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Very occasionally when using my Mac, I notice my internet connection slowing down. Using Activity Monitor I can see that it's because something is downloading data at the full rate my connection can support --- but I don't know how to tell what's responsible for it. It can be caused by several different things (Dropbox syncing; some app doing an automatic update; most recently it was a video buffering in a browser tab that I'd forgotten about) so it'd be really handy to have a way to tell which app is responsible for the network use. Is such a thing possible in OS X? Ideally I'm looking for a free solution. (Command line is OK.) I'm on Snow Leopard if it makes a difference.

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5 Answers 5

up vote 4 down vote accepted

You can try this dtrace one-liner:

sudo dtrace -n 'syscall::recvfrom:return { @[pid,execname] = sum(arg0); }'

Let it run for a while, then hit Control-C. It will print a summary of the number of bytes read from sockets, distributed among processes. For a more detailed view, replace sum by quantize. Or just to see a count of socket reads, replace sum by count.

Disclaimer: I have only tried this on Lion, but AFAIK no great changes in dtrace-ability have occured between SL and Lion.

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Many thanks! Simple and effective and does exactly what I needed. Works just fine on Snow Leopard. –  Nathaniel Jul 8 '12 at 10:25
    
...although actually, using "sum" the numbers look a bit odd - Google Chrome usually gets a negative number (!). But using quantize they look sensible. –  Nathaniel Jul 8 '12 at 10:29
    
Negative numbers, huh? Maybe it's a case of overflow. Or if you get small negative numbers, remember that system calls return -1 if an error occured. If it's overflow, my guess is that it wouldn't happen when you run a 64 bit kernel. –  Harald Hanche-Olsen Jul 8 '12 at 10:43
    
They're medium-sized negative numbers. Here's a typical output (taken while re-loading this page in Chrome): 250 Google Chrome -159 ; 39 KernelEventAgen 1 ; 19 mDNSResponder 2240 ; but I might just be misinterpreting them - when I use 'quanitze' there's a "value" column which can have a negative values, and a "count" column. It looks like the sum command reports the sum of (value)*(count). Maybe negative values mean incoming packets, or something? –  Nathaniel Jul 8 '12 at 10:58
    
No, this is all about incoming data … I guess that chrome does frequent polling by calling recvfrom with a short timeout set in the socket, in which case the return value -1 results if there is no data. See the manual page for recvfrom. –  Harald Hanche-Olsen Jul 8 '12 at 11:08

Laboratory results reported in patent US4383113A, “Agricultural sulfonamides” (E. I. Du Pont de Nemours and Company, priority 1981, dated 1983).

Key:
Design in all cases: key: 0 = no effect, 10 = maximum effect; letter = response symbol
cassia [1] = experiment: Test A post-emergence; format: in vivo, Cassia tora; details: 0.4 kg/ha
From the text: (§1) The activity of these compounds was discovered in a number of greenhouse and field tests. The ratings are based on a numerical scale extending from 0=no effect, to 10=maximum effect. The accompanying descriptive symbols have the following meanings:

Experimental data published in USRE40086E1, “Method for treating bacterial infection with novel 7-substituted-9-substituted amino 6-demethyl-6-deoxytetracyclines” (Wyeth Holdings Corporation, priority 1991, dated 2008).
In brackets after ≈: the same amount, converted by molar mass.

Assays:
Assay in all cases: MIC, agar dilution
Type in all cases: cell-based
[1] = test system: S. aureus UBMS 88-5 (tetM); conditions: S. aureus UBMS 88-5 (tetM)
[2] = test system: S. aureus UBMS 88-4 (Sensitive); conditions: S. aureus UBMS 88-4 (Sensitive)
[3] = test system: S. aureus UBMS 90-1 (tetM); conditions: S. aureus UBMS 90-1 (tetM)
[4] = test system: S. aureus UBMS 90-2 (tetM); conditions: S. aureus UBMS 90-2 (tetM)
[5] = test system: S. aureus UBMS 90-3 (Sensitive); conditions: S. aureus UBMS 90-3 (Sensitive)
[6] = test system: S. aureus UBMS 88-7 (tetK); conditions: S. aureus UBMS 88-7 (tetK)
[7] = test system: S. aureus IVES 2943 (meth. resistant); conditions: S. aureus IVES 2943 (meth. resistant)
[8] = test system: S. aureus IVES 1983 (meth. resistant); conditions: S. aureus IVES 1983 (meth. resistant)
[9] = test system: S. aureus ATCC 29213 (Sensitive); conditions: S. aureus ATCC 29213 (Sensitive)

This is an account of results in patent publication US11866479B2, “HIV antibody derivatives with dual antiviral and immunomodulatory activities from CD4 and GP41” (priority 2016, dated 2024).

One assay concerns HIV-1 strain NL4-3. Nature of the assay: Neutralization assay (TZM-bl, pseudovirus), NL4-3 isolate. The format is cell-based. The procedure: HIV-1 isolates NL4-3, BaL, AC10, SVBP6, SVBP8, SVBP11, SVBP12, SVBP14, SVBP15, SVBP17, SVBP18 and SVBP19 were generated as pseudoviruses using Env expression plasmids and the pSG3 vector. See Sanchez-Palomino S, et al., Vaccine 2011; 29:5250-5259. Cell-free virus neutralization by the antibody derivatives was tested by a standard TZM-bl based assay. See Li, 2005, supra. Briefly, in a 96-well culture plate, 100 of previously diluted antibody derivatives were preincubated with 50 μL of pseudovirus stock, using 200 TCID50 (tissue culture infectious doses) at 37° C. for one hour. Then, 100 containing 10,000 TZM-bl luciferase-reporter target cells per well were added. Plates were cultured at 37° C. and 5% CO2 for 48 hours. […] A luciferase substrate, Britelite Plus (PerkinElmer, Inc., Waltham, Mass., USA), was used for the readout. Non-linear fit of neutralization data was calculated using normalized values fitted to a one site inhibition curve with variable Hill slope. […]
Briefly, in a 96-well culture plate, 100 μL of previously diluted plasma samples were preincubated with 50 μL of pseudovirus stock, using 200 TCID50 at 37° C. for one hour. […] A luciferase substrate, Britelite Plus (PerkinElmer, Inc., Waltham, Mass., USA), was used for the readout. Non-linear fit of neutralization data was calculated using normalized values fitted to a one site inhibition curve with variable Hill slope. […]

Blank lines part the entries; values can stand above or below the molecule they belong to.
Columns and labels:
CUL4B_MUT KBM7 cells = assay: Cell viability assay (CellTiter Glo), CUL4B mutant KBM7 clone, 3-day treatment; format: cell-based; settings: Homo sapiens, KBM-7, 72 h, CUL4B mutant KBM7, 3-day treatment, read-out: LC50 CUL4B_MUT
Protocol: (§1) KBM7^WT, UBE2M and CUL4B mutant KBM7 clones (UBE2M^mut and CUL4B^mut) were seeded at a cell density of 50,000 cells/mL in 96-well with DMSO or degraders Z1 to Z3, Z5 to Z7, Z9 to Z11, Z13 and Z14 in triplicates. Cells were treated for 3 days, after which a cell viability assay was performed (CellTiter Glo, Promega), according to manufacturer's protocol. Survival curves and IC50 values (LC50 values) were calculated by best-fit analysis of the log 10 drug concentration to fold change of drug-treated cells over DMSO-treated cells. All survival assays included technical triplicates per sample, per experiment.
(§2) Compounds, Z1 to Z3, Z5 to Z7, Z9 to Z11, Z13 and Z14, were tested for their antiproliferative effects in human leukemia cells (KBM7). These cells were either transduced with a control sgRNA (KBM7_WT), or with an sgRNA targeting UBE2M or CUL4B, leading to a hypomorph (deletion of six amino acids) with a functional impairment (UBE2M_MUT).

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Firewalls

You could use Little Snitch or HandsOff. They are great firewalls and both have a "Network Monitor" feature, that will do the job:

Little Snitch includes a Network Monitor, showing detailed information of all incoming and outgoing network traffic.
A status icon in the menu bar provides a summary of current network activity, and a monitor window with more comprehensive information pops up automatically in case of new traffic events.

Hands Off is an application to monitor and control the access of applications to your network and disks. Being able to monitor the normally unnoticeable activities enables you to make informed decisions regarding the transfer of your private information, hence avoiding confidential information leakage.

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The network monitors of: Little Snitch (left), HandsOff (right)

Nettop

A free and built-in cli solution (unfortunately it is not included in Snow Leopard) would be nettop. nettop groups traffic by program and port and measures various network statistics.

Other

There are few other programs, that capture and measure traffic (iftop, wireshark, tcpdump), but they don't know the originated pid. To make the connection you should use netstat.

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Thanks! I've edited the question to indicate that I'm ideally looking for a free solution (€30 is too much for something I'd use only very occasionally), but if there isn't a free way to do it then I'll accept this answer. –  Nathaniel Jul 7 '12 at 13:15
    
Sorry, my bad. I'll try to find a free alternative and will update my answer. –  mspasov Jul 7 '12 at 13:18
    
Ha! nettop was new to me. Looks handy. –  Harald Hanche-Olsen Jul 7 '12 at 17:46
    
I'd accept this answer too if it were possible. If I upgrade to Lion it looks like nettop will be really handy. –  Nathaniel Jul 8 '12 at 10:30
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sudo fs_usage -f network

will give you all network accesses by all applications (and processes). Usually the process creating a lot of traffic is the one which appears most often in the output.

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Thanks, this is really useful. I'm impressed by the number of helpful answers to this question. –  Nathaniel Jul 8 '12 at 10:30
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The "DTrace book" has a script, soconnect.d, that does this.

Copy the "Mac OS X" version, paste it in a text file, then run it from the terminal with sudo dtrace -s soconnect.d.

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But that does not give you a notion of the amount of network traffic a process receives does it? It only tracks connections, as far as I can tell. –  Harald Hanche-Olsen Jul 7 '12 at 14:53
    
Thanks, this is really useful. –  Nathaniel Jul 8 '12 at 10:30
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Activity Monitor has also had columns for received and sent bytes since 10.9:

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